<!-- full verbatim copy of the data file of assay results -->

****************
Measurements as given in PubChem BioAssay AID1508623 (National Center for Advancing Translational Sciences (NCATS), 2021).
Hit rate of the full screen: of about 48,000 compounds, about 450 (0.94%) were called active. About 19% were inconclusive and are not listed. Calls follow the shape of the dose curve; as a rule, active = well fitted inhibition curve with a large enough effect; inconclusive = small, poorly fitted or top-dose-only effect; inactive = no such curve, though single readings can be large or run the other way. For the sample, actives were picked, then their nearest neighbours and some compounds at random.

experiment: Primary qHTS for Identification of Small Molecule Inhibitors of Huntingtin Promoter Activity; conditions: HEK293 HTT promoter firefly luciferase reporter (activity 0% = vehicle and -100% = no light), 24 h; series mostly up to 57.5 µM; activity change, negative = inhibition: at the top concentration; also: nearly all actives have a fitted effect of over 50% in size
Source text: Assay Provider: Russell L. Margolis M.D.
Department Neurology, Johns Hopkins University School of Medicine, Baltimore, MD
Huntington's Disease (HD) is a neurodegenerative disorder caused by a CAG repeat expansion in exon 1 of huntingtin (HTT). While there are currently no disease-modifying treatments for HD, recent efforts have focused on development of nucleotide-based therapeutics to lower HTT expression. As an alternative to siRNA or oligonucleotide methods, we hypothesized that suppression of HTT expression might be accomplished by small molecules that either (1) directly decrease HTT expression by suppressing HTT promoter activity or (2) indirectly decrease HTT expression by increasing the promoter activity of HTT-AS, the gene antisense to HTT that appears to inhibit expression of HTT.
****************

Measurements as given in PubChem BioAssay AID1508623 (National Center for Advancing Translational Sciences (NCATS), 2021).
Hit rate of the full screen: of about 48,000 compounds, about 450 (0.94%) were called active. About 19% were inconclusive and are not listed. Calls follow the shape of the dose curve; as a rule, active = well fitted inhibition curve with a large enough effect; inconclusive = small, poorly fitted or top-dose-only effect; inactive = no such curve, though single readings can be large or run the other way. For the sample, actives were picked, then their nearest neighbours and some compounds at random.

experiment: Primary qHTS for Identification of Small Molecule Inhibitors of Huntingtin Promoter Activity; conditions: HEK293 HTT promoter firefly luciferase reporter (activity 0% = vehicle and -100% = no light), 24 h; series mostly up to 57.5 µM; activity change, negative = inhibition: at the top concentration; also: nearly all actives have a fitted effect of over 50% in size
Source text: Assay Provider: Russell L. Margolis M.D.
Department Neurology, Johns Hopkins University School of Medicine, Baltimore, MD
Huntington's Disease (HD) is a neurodegenerative disorder caused by a CAG repeat expansion in exon 1 of huntingtin (HTT). While there are currently no disease-modifying treatments for HD, recent efforts have focused on development of nucleotide-based therapeutics to lower HTT expression. As an alternative to siRNA or oligonucleotide methods, we hypothesized that suppression of HTT expression might be accomplished by small molecules that either (1) directly decrease HTT expression by suppressing HTT promoter activity or (2) indirectly decrease HTT expression by increasing the promoter activity of HTT-AS, the gene antisense to HTT that appears to inhibit expression of HTT.